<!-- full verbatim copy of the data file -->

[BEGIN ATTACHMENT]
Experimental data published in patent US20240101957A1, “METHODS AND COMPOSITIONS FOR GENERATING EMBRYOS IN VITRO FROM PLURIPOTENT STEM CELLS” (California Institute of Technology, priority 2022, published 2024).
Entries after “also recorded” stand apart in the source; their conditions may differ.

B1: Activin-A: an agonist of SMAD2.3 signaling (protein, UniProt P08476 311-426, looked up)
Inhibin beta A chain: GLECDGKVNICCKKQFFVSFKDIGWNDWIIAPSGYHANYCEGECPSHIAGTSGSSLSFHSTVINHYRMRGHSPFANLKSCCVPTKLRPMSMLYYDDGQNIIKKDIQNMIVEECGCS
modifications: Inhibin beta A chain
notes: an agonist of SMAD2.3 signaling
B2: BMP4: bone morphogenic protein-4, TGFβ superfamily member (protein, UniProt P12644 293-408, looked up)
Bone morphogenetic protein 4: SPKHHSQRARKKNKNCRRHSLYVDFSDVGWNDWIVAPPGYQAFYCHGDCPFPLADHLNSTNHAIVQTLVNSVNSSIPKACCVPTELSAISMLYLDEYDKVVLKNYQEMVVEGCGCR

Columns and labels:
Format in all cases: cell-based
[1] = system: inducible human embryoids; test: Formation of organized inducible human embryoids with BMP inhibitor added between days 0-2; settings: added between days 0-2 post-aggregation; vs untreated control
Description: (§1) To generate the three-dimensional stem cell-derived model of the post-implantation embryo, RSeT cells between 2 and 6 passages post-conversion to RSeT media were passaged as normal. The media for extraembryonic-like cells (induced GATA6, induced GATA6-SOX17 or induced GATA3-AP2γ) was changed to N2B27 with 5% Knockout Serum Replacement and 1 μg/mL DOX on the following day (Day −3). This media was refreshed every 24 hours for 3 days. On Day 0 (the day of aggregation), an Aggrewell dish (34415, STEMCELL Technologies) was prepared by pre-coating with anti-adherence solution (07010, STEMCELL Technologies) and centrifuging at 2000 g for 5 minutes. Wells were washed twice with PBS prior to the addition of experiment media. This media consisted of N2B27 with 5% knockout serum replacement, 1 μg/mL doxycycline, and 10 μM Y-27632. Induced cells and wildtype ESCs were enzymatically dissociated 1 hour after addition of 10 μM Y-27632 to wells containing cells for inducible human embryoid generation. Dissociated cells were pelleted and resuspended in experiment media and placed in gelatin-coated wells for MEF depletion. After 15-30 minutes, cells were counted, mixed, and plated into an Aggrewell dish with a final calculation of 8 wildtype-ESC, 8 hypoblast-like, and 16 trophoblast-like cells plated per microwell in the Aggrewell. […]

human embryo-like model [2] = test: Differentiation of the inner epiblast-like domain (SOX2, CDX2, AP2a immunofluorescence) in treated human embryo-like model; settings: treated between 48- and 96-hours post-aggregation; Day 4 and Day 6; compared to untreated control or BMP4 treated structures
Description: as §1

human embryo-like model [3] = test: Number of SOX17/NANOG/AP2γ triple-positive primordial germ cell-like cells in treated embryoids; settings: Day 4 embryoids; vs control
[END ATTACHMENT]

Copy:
Experimental data published in patent US20240101957A1, “METHODS AND COMPOSITIONS FOR GENERATING EMBRYOS IN VITRO FROM PLURIPOTENT STEM CELLS” (California Institute of Technology, priority 2022, published 2024).
Entries after “also recorded” stand apart in the source; their conditions may differ.

B1: Activin-A: an agonist of SMAD2.3 signaling (protein, UniProt P08476 311-426, looked up)
Inhibin beta A chain: GLECDGKVNICCKKQFFVSFKDIGWNDWIIAPSGYHANYCEGECPSHIAGTSGSSLSFHSTVINHYRMRGHSPFANLKSCCVPTKLRPMSMLYYDDGQNIIKKDIQNMIVEECGCS
modifications: Inhibin beta A chain
notes: an agonist of SMAD2.3 signaling
B2: BMP4: bone morphogenic protein-4, TGFβ superfamily member (protein, UniProt P12644 293-408, looked up)
Bone morphogenetic protein 4: SPKHHSQRARKKNKNCRRHSLYVDFSDVGWNDWIVAPPGYQAFYCHGDCPFPLADHLNSTNHAIVQTLVNSVNSSIPKACCVPTELSAISMLYLDEYDKVVLKNYQEMVVEGCGCR

Columns and labels:
Format in all cases: cell-based
[1] = system: inducible human embryoids; test: Formation of organized inducible human embryoids with BMP inhibitor added between days 0-2; settings: added between days 0-2 post-aggregation; vs untreated control
Description: (§1) To generate the three-dimensional stem cell-derived model of the post-implantation embryo, RSeT cells between 2 and 6 passages post-conversion to RSeT media were passaged as normal. The media for extraembryonic-like cells (induced GATA6, induced GATA6-SOX17 or induced GATA3-AP2γ) was changed to N2B27 with 5% Knockout Serum Replacement and 1 μg/mL DOX on the following day (Day −3). This media was refreshed every 24 hours for 3 days. On Day 0 (the day of aggregation), an Aggrewell dish (34415, STEMCELL Technologies) was prepared by pre-coating with anti-adherence solution (07010, STEMCELL Technologies) and centrifuging at 2000 g for 5 minutes. Wells were washed twice with PBS prior to the addition of experiment media. This media consisted of N2B27 with 5% knockout serum replacement, 1 μg/mL doxycycline, and 10 μM Y-27632. Induced cells and wildtype ESCs were enzymatically dissociated 1 hour after addition of 10 μM Y-27632 to wells containing cells for inducible human embryoid generation. Dissociated cells were pelleted and resuspended in experiment media and placed in gelatin-coated wells for MEF depletion. After 15-30 minutes, cells were counted, mixed, and plated into an Aggrewell dish with a final calculation of 8 wildtype-ESC, 8 hypoblast-like, and 16 trophoblast-like cells plated per microwell in the Aggrewell. […]

human embryo-like model [2] = test: Differentiation of the inner epiblast-like domain (SOX2, CDX2, AP2a immunofluorescence) in treated human embryo-like model; settings: treated between 48- and 96-hours post-aggregation; Day 4 and Day 6; compared to untreated control or BMP4 treated structures
Description: as §1

human embryo-like model [3] = test: Number of SOX17/NANOG/AP2γ triple-positive primordial germ cell-like cells in treated embryoids; settings: Day 4 embryoids; vs control